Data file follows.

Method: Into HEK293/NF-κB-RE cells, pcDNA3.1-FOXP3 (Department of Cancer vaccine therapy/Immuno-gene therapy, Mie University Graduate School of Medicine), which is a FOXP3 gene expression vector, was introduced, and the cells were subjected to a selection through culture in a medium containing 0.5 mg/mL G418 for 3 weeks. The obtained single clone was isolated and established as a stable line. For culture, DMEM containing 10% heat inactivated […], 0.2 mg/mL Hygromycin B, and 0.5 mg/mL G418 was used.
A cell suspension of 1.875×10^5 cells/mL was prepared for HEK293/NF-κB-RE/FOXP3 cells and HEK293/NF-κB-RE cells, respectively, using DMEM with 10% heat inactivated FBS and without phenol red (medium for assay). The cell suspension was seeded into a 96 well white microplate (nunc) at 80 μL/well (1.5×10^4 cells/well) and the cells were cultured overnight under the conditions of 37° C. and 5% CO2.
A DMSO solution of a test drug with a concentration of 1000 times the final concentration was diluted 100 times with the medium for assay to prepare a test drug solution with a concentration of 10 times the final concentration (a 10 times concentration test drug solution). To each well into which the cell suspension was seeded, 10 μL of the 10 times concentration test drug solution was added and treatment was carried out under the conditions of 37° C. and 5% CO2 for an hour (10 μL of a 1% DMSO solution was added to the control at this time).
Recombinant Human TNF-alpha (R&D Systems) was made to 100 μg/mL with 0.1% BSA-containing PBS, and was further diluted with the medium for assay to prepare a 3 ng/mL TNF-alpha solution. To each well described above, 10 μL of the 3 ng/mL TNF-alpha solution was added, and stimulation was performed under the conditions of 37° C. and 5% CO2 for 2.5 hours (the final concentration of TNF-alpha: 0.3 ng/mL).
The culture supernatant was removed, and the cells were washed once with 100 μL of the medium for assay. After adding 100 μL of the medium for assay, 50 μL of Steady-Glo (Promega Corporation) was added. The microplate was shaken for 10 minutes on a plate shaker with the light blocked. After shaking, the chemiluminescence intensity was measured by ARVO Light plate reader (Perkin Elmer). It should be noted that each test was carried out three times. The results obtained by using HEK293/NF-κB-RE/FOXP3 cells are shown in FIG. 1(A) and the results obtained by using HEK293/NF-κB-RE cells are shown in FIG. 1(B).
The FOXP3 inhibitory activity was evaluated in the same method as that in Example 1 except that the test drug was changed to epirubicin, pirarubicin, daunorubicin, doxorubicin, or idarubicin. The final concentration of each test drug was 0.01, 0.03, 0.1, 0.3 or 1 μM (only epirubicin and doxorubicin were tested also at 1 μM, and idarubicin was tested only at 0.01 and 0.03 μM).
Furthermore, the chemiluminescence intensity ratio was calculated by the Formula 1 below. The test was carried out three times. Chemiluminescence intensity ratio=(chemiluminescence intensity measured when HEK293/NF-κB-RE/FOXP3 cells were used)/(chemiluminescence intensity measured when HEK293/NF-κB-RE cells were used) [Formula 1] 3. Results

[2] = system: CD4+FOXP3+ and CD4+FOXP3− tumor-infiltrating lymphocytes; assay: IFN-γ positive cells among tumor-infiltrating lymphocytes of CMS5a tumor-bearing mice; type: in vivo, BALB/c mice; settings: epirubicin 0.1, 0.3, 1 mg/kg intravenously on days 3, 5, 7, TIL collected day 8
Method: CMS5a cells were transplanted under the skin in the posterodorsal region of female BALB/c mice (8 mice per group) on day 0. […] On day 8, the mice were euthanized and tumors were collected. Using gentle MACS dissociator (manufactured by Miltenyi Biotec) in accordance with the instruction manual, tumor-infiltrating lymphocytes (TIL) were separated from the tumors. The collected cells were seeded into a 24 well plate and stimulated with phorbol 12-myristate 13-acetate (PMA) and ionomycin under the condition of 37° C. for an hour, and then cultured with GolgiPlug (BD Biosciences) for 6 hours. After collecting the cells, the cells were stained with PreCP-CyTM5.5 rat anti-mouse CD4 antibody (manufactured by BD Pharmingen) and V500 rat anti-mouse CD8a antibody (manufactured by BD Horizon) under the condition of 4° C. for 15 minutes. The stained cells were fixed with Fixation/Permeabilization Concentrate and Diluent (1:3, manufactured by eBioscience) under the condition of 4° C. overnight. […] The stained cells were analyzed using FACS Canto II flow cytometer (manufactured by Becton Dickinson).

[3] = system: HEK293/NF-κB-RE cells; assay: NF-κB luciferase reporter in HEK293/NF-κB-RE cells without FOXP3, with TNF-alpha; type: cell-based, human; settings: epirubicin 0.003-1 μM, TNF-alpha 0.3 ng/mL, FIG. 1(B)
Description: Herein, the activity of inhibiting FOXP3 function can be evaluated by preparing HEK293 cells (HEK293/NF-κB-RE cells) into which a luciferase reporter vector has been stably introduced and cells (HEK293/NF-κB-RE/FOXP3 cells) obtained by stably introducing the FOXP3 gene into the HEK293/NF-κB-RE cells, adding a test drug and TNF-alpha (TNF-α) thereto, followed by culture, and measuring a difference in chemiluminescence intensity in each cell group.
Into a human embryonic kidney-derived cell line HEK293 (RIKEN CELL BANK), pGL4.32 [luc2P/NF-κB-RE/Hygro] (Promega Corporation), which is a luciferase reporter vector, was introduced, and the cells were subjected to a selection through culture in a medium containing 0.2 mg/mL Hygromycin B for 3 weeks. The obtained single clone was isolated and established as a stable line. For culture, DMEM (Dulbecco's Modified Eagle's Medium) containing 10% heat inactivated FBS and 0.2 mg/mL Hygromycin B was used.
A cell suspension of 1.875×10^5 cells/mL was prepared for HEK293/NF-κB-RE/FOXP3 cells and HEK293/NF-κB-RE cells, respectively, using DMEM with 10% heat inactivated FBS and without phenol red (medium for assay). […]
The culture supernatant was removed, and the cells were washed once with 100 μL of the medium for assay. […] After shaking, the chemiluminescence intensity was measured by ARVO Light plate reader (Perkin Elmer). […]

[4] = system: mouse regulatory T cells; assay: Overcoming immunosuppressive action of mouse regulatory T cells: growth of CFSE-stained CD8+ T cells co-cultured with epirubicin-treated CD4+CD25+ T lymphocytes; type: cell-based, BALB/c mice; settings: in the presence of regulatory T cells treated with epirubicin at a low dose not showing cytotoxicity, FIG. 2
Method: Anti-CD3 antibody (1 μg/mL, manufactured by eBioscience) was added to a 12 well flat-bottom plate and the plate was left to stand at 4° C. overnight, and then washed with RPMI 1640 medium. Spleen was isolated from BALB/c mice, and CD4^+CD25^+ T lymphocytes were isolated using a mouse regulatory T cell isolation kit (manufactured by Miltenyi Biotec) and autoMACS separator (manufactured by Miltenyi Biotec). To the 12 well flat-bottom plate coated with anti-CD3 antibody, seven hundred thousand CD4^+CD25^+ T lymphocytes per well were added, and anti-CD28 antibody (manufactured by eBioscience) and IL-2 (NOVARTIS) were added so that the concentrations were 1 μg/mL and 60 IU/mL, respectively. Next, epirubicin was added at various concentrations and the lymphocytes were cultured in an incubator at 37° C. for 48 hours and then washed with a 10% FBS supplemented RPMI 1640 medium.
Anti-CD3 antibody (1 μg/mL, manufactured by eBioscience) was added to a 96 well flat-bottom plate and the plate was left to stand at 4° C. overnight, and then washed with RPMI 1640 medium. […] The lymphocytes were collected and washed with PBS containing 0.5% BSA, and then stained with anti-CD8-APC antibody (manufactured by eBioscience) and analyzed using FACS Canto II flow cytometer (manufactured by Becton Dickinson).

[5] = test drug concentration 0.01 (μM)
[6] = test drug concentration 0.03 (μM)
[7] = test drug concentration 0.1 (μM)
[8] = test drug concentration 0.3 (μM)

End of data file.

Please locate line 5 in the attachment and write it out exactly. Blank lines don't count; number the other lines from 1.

The culture supernatant was removed, and the cells were washed once with 100 μL of the medium for assay. After adding 100 μL of the medium for assay, 50 μL of Steady-Glo (Promega Corporation) was added. The microplate was shaken for 10 minutes on a plate shaker with the light blocked. After shaking, the chemiluminescence intensity was measured by ARVO Light plate reader (Perkin Elmer). It should be noted that each test was carried out three times. The results obtained by using HEK293/NF-κB-RE/FOXP3 cells are shown in FIG. 1(A) and the results obtained by using HEK293/NF-κB-RE cells are shown in FIG. 1(B).